My Musings

Friday, February 22, 2008

A Medical View of the Crucifixion (Part 2)

This is an amazing view of our Lord's love for us. If you are not moved by this account then something is wrong with you! Please take the time to read this through. I know that it is long, yet I guarantee that you will not regret that you read this. If you have not read the first part of this article, please take the time to do so (click here).


"The heavy beam of the cross is then tied across His shoulders, and the procession of the condemned Christ, two thieves and the execution detail, begin it’s slow journey. The weight of the heavy wooden beam, together with the shock produced by copious blood loss is too much. He stumbles and falls. The rough wood of the beam gouges into the lacerated skin and muscles of the shoulders. He tries to rise, but human muscles have been pushed beyond their endurance.

"At Golgotha the beam is placed on the ground and Jesus is quickly thrown backward with His shoulders against the wood. The legionnaire feels for the depression at the front of the wrist. He drives a heavy, square, wrought -iron nail through the wrist and deep into the wood. Quickly he moves to the other side and repeats the action, being careful not to pull the arms too tightly, but to allow some flexion and movement. The beam is then lifted in place at the top of the posts and titulus reading “Jesus of Nazareth, King of the Jews” is nailed in place.

"The left foot is pressed backward against the right foot, and with both feet extended, toes down, a nail is driven in the arch of each. As He pushes Himself upward to avoid the stretching torment, He places His full weight on the nail through his feet. Again there is the searing agony of the nail tearing through the nerves between the metatarsal bones of the feet.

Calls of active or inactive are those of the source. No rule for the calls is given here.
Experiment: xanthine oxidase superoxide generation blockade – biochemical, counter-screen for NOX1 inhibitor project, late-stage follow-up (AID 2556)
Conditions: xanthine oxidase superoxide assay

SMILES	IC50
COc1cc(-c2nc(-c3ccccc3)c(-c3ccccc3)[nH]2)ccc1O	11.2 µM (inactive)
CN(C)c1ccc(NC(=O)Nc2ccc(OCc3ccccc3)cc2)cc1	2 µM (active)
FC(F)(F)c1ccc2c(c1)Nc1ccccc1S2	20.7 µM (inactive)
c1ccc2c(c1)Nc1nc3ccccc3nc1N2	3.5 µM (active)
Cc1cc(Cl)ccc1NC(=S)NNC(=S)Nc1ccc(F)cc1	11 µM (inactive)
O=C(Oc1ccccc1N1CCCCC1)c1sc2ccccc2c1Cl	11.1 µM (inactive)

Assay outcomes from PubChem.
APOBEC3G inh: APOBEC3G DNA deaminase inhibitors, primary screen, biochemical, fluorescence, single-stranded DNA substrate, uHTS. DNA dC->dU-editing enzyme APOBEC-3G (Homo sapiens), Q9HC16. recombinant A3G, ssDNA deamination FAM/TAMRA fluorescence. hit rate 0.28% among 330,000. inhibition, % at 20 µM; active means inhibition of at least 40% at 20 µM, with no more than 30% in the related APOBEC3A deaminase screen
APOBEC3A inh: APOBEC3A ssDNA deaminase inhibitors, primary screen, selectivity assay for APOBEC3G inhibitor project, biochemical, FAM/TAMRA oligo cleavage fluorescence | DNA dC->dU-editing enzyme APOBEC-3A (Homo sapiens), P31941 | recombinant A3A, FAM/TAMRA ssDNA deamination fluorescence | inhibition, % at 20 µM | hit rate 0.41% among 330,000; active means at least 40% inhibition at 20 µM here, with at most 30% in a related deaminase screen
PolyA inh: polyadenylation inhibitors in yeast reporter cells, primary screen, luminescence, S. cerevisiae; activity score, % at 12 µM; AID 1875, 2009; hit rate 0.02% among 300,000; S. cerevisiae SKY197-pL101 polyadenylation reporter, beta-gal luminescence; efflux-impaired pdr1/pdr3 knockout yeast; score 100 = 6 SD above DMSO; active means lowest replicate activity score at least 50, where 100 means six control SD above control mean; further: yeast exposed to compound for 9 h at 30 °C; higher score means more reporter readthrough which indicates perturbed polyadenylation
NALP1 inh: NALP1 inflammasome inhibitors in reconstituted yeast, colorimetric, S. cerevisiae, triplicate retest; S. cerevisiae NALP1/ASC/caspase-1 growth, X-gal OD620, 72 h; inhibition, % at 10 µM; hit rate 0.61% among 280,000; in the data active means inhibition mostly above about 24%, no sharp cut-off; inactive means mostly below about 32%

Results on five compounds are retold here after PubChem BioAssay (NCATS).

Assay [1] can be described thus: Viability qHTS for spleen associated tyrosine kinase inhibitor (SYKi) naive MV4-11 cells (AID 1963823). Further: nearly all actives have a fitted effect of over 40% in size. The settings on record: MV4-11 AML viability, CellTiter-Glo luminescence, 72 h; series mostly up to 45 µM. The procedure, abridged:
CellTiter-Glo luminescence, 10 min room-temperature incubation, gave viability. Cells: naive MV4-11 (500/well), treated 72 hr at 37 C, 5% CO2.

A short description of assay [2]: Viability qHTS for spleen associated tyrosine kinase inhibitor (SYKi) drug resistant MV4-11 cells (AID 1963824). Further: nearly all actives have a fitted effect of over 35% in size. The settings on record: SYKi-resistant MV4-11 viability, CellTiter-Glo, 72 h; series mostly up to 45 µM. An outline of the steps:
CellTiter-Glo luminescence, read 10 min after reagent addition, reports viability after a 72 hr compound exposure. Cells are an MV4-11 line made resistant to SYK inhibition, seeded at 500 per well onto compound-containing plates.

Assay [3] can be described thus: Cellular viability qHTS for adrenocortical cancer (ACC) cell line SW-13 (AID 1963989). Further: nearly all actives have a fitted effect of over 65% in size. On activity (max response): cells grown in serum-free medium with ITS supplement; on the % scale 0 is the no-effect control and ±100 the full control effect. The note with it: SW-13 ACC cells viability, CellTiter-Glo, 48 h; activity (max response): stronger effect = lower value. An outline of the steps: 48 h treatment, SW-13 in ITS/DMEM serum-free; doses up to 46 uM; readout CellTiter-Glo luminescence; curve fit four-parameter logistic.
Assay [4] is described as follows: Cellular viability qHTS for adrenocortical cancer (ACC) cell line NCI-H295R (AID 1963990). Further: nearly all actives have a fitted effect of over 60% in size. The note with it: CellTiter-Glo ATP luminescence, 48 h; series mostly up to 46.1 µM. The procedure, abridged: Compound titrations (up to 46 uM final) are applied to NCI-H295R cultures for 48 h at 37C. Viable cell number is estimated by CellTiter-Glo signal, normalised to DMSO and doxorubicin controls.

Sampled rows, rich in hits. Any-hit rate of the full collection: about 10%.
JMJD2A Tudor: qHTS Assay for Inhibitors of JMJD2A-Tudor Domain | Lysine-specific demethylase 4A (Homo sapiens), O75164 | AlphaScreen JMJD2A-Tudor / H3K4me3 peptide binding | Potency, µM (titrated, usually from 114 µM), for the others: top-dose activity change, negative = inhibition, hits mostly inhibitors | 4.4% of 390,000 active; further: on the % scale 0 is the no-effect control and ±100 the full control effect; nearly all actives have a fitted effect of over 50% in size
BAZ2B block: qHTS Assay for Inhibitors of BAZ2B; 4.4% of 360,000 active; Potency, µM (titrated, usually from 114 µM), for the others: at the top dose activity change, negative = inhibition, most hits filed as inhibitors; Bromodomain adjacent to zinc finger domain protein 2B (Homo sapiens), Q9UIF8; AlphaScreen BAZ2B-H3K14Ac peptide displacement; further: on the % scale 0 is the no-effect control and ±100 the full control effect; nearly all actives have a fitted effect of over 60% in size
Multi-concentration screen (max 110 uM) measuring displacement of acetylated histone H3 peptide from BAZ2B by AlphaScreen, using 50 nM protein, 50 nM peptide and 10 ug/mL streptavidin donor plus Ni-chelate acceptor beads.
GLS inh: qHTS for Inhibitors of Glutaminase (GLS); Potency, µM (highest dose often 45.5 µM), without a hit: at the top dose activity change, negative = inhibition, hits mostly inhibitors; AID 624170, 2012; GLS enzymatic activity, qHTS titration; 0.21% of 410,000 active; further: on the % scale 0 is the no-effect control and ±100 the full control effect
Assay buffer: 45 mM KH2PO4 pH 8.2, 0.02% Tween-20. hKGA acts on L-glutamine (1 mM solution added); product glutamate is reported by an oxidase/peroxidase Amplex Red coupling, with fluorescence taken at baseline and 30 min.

"As the arms fatigue, great waves of cramps sweep over the muscles, knotting them in deep, relentless, throbbing pain. With these cramps comes the inability to push Himself upward. Hanging by his arms, the pectoral muscles re paralyzed and the intercostal muscles are unable to act. Air can be drawn into the lungs, but cannot be exhaled. Jesus fights to raise Himself in order to get even one more short breath. Finally carbon dioxide builds up in the lungs and in the blood stream and the cramps partially subside. Spasmodically, He is able to push Himself upward to exhale and bring glory to the life-giving oxygen.

"Hours of this limitless pain, cycles of twisting, joint-rending cramps, intermittent partial asphixation, searing pain as tissue is torn from his lacerated back as he moves up and down against the rough timber. Then another agony begins, A deep crushing pain deep in the chest as the pericardium slowly fills with serum and begins to compress the heart.

"The compressed heart is struggling to pump heavy, thick , sluggish blood into the tissues- the tortured lungs are making a frantic effort to gasp is small gulps of air. The markedly dehydrated tissues send their flood of stimuli to the brain. Jesus gasps “I thirst”.

"He can feel the chill of death creeping through His tissues. With one last surge of strength, He once again presses His torn feet against the nail, straightens His legs, takes a deeper breath, and utters his seventh and last cry, “Father, into thy hands I commend my spirit”.

"Apparently to make doubly sure of death, the legionnaire drove his lance through the fifth interspace between the ribs, upward through pericardium and into the heart. Immediately there came out blood and water. We, therefore, have rather conclusive post-mortem evidence that Our Lord died, not the usual crucifixion death by suffocation, but of heart failure due to shock and constriction of the heart by fluid in pericardium."

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2 Comments:

  • I can't read this without crying! What torture our Saviour went through for us! Thank You, Lord, for suffering for my sins and my penalty!

    By OpenID maranatha777, At 12:22 PM  

  • I agree. What an amazing realization that the God of the world would suffer for his creation! Wow!

    By Blogger Nicholas Z. Cardot, At 3:19 PM  

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